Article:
The acquisition of DirecTV (DTV) by AT&T (NYSE:T) presents a mouth-watering upside to DirecTV shareholders. However, when the transaction goes through, DirecTV shareholders will be replaced by cash and AT&T shares in investors' accounts. In this article, I will explain why converting to and keeping the AT&T shares may not be a profitable idea in the short run.
Stock Price Performance
There has been a lot of speculation about AT&T's interest in buying DirecTV since the last week of April 2014. The news has clearly favored DirecTV's stock as it gained more than 13% increasing from less than $76 to more than $86 since April 25th, 2014.
Source: Google Finance
AT&T announced on May 18th, 2014 that it has reached an acquisition agreement with America's largest satellite television provider, DirecTV, for $95 per share. DirecTV shareholders will receive $28.50 per share in cash and an additional $66.50 in the form of AT&T shares if AT&T shares trade between the expected $34.90 and $38.58 range. The swap ratio for DirecTV-AT&T shares has been capped at 1.905, if AT&T's stock falls below the expected range, and floored at 1.724 if AT&T's share price tops this range. As of May 19th, 2014 AT&T share trades at around $36.47. Regulators had rejected AT&T's attempt to acquire T-Mobile in 2011 causing AT&T to pay T-Mobile a break-up fee of $6 billion. This time, however, the agreement includes paying no break-up charges if regulators reject the proposal.
Reasons Why the Deal Should Go Through
While the merger has been agreed by DirecTV it awaits approval from the Federal Communication Commission and the US Department of Justice. I believe that AT&T has timed this announcement really well because the approval authorities are already evaluating the merger between the number one and number two cable providers in the US, Comcast (NASDAQ:CMCSA) and Time Warner Cable (NYSE:TWC). This increases the chances of the DirecTV acquisition getting approval because if the Comcast-Time Warner merger is approved, there would be little justification to reject the AT&T-DirecTV union. Another argument in favor of AT&T is the fact that DirecTV is not a direct competitor because DirecTV deals mostly in satellite television while AT&T operates mainly in telecommunication and broadband networks.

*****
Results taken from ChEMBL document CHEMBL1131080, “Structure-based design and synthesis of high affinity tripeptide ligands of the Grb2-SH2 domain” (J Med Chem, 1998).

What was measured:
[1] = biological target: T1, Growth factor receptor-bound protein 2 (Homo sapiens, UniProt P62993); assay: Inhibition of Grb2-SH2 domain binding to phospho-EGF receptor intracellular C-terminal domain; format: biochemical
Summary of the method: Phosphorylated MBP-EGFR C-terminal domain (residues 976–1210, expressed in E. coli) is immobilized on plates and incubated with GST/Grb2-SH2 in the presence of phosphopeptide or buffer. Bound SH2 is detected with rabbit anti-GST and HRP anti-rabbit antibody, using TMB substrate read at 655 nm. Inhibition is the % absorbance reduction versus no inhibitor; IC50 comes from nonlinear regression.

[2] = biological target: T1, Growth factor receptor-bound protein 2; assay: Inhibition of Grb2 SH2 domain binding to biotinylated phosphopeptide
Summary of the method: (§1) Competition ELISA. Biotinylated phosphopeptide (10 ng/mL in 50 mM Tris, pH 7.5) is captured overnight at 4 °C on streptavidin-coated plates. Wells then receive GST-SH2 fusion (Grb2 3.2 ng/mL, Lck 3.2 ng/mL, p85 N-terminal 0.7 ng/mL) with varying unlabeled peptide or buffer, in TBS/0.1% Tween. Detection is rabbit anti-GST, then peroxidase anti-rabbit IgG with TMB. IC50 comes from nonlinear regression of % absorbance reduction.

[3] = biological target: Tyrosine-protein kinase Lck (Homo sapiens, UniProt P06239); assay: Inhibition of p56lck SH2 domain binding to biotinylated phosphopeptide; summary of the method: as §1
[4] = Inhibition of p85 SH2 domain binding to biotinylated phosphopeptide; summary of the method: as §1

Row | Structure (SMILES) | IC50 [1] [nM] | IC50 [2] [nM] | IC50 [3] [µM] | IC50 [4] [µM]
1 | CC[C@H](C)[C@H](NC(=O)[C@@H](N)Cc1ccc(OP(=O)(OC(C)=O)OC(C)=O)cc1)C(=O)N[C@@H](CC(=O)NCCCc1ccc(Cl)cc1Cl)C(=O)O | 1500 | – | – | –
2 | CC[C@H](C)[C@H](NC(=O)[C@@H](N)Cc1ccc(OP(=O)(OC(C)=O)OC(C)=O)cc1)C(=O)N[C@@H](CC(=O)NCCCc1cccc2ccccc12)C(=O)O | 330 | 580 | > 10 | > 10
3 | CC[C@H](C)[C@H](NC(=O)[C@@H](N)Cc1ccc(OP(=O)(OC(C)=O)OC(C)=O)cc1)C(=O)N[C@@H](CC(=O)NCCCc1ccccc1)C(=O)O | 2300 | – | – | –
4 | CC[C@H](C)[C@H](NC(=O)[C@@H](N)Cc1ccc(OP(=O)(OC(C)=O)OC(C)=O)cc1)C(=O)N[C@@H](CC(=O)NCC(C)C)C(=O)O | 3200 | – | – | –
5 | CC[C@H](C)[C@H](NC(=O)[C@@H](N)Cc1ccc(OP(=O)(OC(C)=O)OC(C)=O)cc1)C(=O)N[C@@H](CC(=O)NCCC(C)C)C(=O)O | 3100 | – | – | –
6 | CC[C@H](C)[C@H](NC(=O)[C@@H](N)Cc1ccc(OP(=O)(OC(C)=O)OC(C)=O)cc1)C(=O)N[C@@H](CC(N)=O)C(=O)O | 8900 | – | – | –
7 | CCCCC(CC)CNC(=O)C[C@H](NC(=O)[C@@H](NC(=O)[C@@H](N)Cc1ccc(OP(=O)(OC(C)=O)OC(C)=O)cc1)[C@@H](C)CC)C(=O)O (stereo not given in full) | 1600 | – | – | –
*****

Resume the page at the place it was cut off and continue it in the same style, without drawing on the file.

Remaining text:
The Merger is Full of Value for DirecTV Shareholders
While for the acquirer, merger is mostly a potential benefit that may or may not materialize in the future the target company mostly benefits from being acquired. This is because the buyer has to pay up enough premium to convince the target company to agree to be purchased. In the case of DirecTV, the acquisition is priced at $95 per share for DirecTV investors compared to the share's current price of around $86 and offers more than 10% upside. In my opinion, the stock is sure to unfold this upside if the deal closes out when expected this summer.
The other important aspect this transaction holds for DirecTV shareholders is exposure to AT&T. Investors are expected to receive between 1.724 and 1.905 shares of AT&T compared to each DirecTV share. While the upside for DirecTV shares is obvious, AT&T has both positives and negatives from this transaction. The negatives are that AT&T will assume $18.6 billion of net debt from DirecTV, burdening AT&T's balance sheet; AT&T's EPS will be diluted due to increased shares outstanding and it may take some time, possibly twelve and thirty-six months, for AT&T to work out full synergies with DirecTV. The positives include access to Latin American markets with significant growth potential; an increased customer-base including 20 million DirecTV subscribers in the US and 18 million in Latin America; the potential ability to offer video content on multiple screens including TV, mobile and laptop; improved size and strength to compete against Comcast-Time Warner in the television and broadband markets, robust cashflows of around $8 billion annually from DirecTV, and a more diversified revenue mix.
DirecTV acquisition by AT&T weighs nicely on DirecTV's stock and the stock has been climbing continuously since news relating to the deal started pouring in. The offer price of $95 presents further upside despite the recent rally and the stock is expected to be trading around $95 when the deal is carried out. So, right now with at least 10% upside, DirecTV's stock is a 90 cent dollar.
However, after the transaction investors will have a mix of cash and AT&T shares. Despite the fact that long-term prospects are bright for AT&T, its stock price is expected to suffer from dilution and it may take AT&T more than one year before synergies from the acquisition start working out. Therefore, I would recommend buying DirecTV and selling above $94 rather than taking exposure to AT&T when the transaction completes.
Disclosure: I have no positions in any stocks mentioned, and no plans to initiate any positions within the next 72 hours. I wrote this article myself, and it expresses my own opinions. I am not receiving compensation for it (other than from Seeking Alpha). I have no business relationship with any company whose stock is mentioned in this article.